National Institute of Diabetes and Digestive and Kidney Diseases
2 Democracy Plaza Room 708
Bethesda, MD 20892
Telephone:  (301) 594-8869
FAX:  (301) 480-3504

Mr. Dwight Dolby
Grants Management Branch
National Institute of Environmental Health Sciences
P.O. Box 12233, MD EC-22
Research Triangle Park, NC  27709
Telephone:  (919) 541-2749
FAX:  (919) 541-2860

Ms. Kathy R. Hancock (For NIMH)
Grants Management Specialist
National Institute of Child Health and Human Development
6100 Executive Boulevard, Room 8A17
Bethesda, MD  20892
Phone:  (301) 496-5482
Fax:  (301) 480-4782

Ms. Chris Zimmerman
Grants Management Branch
National Institute of Neurological Disorders and Stroke
6001 Executive Blvd, Room 3290, NSC 3264
Bethesda, MD 20892-9537
Telephone:  (301) 496-9231
FAX:  (301) 402-0219

Mr. Paul Karadbil
Office of Grants Management
National Center for Research Resources
6705 Rockledge Drive, Room 6086
Bethesda, Maryland 20892-7965
Telephone:  (301) 435-0844
FAX:  (301) 480-3777


You may submit your application as a Phase I or Phase II application or as a 
Fast Track pair of Phase I and Phase II applications.  See "Specific 
Instructions" below. 

Applications must be prepared using the SBIR and STTR application instructions 
and forms.  These are available at 
in an interactive PDF format.  The PDF files are hyperlinked as Appendices A 
through E subtopics under the SBIR/STTR Phase I Solicitation link.

APPLICATION RECEIPT DATES:  Applications submitted in response to this PA will 
be accepted at the following application deadlines: April 1, August 1, and 
December 1.

requirements, and procedures are the same as listed in the Omnibus Solicitation 
for Phase I SBIR/STTR Grant applications 
(, except for the 

o  Type the title and number of this PA on line 2 on the face page of the 

o  The Omnibus Solicitation states levels for Phase I and Phase II budgets that 
are guidelines, not ceilings.  For this PA, we will consider larger budgets for 
longer periods of time, if they are well justified and necessary to complete the 
proposed research and development.  Applications for $100,000 may be submitted 
in modular form.  Applications for over $100,000 must include a detailed budget 
and budget justification.

SPECIFIC INSTRUCTIONS FOR Phase II Applications:  We will only accept Phase II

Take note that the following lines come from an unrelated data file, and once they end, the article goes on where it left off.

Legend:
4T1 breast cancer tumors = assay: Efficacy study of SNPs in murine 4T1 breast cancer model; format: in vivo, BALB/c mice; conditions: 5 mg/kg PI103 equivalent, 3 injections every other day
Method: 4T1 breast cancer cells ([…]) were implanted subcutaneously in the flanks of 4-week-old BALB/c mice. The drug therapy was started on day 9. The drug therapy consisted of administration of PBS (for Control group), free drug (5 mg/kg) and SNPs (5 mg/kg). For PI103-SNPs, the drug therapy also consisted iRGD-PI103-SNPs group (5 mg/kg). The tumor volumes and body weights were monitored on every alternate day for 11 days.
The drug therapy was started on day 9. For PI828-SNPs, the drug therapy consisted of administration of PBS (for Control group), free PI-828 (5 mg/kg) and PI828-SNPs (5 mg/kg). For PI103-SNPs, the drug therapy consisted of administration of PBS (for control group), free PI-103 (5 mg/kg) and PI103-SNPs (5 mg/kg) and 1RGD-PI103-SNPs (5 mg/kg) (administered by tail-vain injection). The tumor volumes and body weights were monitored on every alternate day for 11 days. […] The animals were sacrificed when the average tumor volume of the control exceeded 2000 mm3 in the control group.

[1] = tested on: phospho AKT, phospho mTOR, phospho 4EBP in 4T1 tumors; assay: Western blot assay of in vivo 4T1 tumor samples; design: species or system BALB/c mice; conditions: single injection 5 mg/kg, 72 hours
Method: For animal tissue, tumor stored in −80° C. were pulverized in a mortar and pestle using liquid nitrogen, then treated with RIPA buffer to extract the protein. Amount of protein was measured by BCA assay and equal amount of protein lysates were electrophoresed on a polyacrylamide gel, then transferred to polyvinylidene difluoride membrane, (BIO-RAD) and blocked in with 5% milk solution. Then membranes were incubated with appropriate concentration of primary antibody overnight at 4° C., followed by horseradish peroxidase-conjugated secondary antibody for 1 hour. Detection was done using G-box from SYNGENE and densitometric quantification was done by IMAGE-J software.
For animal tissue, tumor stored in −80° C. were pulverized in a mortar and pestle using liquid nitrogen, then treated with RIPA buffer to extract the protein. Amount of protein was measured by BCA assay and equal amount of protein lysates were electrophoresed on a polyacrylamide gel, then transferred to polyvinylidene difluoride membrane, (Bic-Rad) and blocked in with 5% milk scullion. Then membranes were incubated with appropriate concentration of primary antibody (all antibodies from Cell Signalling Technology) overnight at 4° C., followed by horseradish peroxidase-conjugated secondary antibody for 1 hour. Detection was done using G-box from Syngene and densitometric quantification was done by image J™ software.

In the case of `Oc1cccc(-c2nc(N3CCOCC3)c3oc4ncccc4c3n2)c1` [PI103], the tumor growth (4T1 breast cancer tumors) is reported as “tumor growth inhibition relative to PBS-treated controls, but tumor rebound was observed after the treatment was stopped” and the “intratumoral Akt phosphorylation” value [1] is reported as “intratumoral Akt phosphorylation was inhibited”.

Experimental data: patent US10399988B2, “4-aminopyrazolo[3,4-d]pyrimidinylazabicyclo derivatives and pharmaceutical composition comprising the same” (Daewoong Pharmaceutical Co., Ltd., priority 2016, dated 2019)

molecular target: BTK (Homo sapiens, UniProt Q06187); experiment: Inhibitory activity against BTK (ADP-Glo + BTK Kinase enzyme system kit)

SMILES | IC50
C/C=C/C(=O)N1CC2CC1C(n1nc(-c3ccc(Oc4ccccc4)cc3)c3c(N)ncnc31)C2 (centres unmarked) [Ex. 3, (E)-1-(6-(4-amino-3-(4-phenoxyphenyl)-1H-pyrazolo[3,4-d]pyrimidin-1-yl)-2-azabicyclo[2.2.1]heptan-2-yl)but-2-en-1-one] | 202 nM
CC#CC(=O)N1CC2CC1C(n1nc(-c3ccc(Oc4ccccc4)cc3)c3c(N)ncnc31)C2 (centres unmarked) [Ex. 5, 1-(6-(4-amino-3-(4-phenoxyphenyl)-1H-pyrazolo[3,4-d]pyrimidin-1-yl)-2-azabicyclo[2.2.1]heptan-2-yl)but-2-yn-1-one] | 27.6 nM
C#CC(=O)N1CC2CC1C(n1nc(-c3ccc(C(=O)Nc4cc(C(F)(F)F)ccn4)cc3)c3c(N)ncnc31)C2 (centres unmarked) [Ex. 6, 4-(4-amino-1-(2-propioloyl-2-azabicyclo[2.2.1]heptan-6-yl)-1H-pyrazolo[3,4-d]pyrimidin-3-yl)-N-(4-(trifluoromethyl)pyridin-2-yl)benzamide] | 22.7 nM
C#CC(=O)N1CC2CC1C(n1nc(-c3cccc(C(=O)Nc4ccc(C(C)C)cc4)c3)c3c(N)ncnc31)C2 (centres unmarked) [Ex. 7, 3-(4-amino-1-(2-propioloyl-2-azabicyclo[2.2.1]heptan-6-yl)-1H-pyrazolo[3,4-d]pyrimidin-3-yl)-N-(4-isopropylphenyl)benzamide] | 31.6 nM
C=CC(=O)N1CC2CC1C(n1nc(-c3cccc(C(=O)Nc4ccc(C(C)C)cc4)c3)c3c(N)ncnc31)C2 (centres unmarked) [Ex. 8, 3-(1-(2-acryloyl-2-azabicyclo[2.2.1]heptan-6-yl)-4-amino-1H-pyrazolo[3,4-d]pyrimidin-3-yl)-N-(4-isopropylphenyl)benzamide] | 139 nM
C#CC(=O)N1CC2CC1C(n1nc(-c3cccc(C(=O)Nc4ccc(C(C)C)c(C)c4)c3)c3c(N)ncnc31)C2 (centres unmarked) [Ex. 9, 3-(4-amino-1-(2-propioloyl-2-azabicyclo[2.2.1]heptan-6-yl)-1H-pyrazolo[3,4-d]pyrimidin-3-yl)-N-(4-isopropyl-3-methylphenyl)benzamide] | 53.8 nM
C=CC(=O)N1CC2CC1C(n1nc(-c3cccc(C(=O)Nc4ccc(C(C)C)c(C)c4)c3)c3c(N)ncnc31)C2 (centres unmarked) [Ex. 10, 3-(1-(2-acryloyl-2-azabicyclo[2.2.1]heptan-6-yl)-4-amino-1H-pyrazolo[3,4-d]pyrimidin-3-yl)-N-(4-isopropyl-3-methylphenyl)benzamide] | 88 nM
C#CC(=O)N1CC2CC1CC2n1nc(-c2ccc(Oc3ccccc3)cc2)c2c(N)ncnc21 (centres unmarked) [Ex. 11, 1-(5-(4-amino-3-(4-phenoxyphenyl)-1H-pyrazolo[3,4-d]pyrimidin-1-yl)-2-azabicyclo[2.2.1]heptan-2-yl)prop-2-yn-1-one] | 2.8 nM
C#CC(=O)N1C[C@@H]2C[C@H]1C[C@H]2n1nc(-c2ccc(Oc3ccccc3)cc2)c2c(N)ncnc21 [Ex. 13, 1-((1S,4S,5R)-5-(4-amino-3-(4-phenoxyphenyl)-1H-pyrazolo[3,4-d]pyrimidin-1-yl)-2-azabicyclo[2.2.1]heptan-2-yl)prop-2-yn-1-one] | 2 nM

applications as competing continuations of previously funded NIH Phase I SBIR or 
STTR awards.  The Phase II application must be for developmental work that is a 
logical extension of the feasibility research conducted during Phase I.  When 
preparing an application for a Phase II award, you should follow the 
instructions for NIH Phase II SBIR or STTR applications.  The instructions and 
forms for a Phase II SBIR and STTR award are available at

SPECIFIC INSTRUCTIONS FOR Fast Track Applications:  For Fast Track applications, 
the NIH expedites evaluation of progress following the Phase I feasibility 
study, for transition to the Phase II funding for expanded developmental work.  
You may request Fast Track review of your application.  Information on this 
option is available at

SENDING AN APPLICATION TO THE NIH:  Submit a signed, typewritten original of the 
application, including the checklist, and five signed photocopies in one package 

Center for Scientific Review
National Institutes of Health 
6701 Rockledge Drive, Room 1040, MSC 7710
Bethesda, MD  20892-7710 
Bethesda, MD  20817 (for express/courier service)

APPLICATION PROCESSING:  Applications must be received by or mailed on or before 
the receipt dates noted above.  The CSR will not accept any application in 
response to this PA that is essentially the same as one currently pending 
initial review unless the applicant withdraws the pending application.  The CSR 
will not accept any application that is essentially the same as one already 
reviewed.  This does not preclude the submission of a substantial revision of an 
application already reviewed, but such application must include an Introduction 
addressing the previous critique.


Applications submitted for this PA will be assigned on the basis of established 
PHS referral guidelines.  An appropriate scientific review group convened in 
accordance with the standard NIH peer review procedures 
( will evaluate applications for scientific